If you haven’t noticed, if you’re looking for a Linux distribution, you’re spoiled for choice. Sites like DistroWatch list hundreds of different Linux distros on the site. But where did they all come from?
Since Linux is just a kernel, as Richard Stallman is fond of pointing out, it’s not really that useful by itself, and regardless of how you feel about the GNU/Linux naming controversy, it really is a misnomer to call Linux an operating system. As a kernel, it just does basic things like storing files on a hard drive or accessing a network. It requires utilities to make it useful.
In the early ’90s, some people had the bright idea to start packaging utilities with the Linux kernel to create distributions that essentially allowed programmers to run Unix, which was an operating system that they were familiar with on expensive computers from DEC and Sun, on cheap PCs.
The earliest known distribution was by HJ Lu in early 1992. It consisted of two floppies: a “boot” disk to boot the system and a “root” disk that contained the filesystem, and from which it actually ran. The concept was similar to today’s “live” distros that run off a CD or a thumb drive.
The next major variant was the MCC Interim Linux, created by Owen Le Blanc of Manchester University’s Manchester Computing Centre in England. This spanned several floppy disks, but had the advantage of being able to be installed on a hard drive. Or at least, without having to edit the master boot record with a hex editor the way HJ Lu’s “boot-root” distro did. It came with a number of utilities that most Linux users would recognize: the Bash shell, various GNU utilities, and Elvis, a VI-like editor.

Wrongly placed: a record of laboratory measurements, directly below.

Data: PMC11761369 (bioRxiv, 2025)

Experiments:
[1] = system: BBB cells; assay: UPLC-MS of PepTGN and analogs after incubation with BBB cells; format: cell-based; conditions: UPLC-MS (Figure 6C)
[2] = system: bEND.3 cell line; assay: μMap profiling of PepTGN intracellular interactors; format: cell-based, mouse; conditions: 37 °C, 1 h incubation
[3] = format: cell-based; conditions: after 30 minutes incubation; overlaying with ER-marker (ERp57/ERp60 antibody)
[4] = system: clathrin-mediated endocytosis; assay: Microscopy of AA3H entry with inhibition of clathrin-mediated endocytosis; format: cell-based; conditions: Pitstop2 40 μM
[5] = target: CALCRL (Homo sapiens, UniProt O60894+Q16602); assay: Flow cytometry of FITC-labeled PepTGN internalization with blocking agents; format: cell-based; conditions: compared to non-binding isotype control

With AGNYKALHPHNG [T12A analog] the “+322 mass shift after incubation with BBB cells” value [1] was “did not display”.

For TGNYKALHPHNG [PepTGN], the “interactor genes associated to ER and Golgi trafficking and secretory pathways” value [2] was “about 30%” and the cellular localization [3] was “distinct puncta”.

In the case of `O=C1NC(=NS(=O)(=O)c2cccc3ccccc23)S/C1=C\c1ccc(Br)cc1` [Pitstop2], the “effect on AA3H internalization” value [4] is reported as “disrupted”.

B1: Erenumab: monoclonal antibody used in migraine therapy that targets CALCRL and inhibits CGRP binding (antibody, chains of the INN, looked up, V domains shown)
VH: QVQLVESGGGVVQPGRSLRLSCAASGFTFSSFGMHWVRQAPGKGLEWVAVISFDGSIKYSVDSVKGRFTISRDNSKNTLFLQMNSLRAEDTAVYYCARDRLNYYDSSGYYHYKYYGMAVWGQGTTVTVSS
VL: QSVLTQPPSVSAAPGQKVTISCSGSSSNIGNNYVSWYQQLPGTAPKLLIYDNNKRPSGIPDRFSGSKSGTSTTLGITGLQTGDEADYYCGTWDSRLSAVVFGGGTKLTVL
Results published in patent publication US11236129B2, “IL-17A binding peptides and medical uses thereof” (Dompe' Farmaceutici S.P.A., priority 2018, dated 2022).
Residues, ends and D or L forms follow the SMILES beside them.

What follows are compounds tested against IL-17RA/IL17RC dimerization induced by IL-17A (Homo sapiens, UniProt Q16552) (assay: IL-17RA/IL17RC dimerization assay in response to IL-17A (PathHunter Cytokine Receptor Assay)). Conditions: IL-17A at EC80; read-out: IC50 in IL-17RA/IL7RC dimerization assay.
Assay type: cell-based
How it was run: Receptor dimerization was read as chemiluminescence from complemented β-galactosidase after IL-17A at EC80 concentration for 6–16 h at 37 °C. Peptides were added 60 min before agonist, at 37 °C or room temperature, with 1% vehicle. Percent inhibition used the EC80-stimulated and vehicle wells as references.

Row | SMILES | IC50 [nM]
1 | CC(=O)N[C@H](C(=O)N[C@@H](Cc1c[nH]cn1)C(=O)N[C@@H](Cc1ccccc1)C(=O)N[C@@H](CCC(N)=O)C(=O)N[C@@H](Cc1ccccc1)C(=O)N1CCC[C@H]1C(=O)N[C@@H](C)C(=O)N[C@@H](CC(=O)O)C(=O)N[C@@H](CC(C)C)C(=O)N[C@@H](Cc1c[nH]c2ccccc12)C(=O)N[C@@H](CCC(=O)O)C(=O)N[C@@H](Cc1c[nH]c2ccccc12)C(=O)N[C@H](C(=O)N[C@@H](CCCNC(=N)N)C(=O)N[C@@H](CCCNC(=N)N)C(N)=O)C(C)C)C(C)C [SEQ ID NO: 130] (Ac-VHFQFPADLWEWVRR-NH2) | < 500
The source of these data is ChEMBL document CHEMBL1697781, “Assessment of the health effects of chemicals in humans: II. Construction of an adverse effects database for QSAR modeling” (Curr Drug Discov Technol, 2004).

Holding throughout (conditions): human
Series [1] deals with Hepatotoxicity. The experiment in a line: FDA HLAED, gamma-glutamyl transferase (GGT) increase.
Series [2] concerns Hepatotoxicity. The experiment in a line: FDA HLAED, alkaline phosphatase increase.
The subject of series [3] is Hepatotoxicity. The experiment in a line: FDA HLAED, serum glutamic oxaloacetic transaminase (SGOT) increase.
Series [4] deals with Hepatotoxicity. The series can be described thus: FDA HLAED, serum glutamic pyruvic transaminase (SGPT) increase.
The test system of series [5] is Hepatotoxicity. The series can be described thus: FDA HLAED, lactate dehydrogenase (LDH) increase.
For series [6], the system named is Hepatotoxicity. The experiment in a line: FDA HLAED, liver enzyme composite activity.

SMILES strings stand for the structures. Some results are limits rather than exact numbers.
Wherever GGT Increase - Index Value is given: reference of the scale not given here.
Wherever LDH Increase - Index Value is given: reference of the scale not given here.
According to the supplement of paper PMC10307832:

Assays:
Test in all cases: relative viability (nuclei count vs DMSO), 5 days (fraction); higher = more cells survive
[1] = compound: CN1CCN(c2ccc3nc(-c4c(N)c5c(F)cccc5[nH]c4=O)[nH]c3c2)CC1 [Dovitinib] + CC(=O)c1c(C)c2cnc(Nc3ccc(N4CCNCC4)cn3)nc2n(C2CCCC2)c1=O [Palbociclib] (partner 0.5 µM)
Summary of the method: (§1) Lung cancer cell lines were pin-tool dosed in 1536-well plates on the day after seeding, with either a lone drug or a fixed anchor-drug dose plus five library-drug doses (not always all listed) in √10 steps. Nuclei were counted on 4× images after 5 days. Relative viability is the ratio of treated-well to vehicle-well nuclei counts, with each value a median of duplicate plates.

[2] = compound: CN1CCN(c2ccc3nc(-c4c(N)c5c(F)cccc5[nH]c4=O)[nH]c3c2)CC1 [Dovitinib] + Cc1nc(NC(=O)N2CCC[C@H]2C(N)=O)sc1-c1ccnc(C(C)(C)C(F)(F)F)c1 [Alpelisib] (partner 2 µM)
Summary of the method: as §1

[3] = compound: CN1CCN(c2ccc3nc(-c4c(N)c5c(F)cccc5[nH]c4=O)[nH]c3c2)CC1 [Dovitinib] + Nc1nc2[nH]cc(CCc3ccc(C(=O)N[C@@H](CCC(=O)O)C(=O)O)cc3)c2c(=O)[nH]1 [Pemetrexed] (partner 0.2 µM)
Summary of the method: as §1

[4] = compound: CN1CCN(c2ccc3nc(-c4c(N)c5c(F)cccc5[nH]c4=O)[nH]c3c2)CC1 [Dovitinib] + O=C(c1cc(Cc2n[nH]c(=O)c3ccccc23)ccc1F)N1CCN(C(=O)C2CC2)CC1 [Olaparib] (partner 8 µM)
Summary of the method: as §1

One thing it didn’t include was X, so it was text-only. Another distribution that came out of Texas A&M University did, though as LWN put it, “the method they used to configure it occasionally allowed the magic smoke to escape from your monitor.”
The first true live CD distro was called Yggdrasil, which was one of the first distros to become available on a CD. One major advantage was that it configured itself automatically. The beta cost $60 and the finished version cost $99, which might seem a bit pricey. Real Unix systems such as Solaris or BSDi at the time cost upwards of $1,000, so it was a bargain.
The other major version of the time was SLS Linux, or the Softlanding Linux Distro. It was popular until some changes made it rather buggy. Patrick Volkerding made some changes of his own and released it as Slackware, which is still available today.
Another offshoot of SLS was called Debian, developed by Ian Murdoch. The name came from the combination of the names of both his and his girlfriend (now wife), Deborah. It’s still going strong as well, and is the basis for Ubuntu.
A few other names started around the same time and are well-known names, such as Red Hat or SUSE. Others have faded away, like MCC Interim Linux and Yggdrasil. Distros may come and go, but the flexibility of Linux and the ability to create new distributions means that they will continue to appear for a long time.
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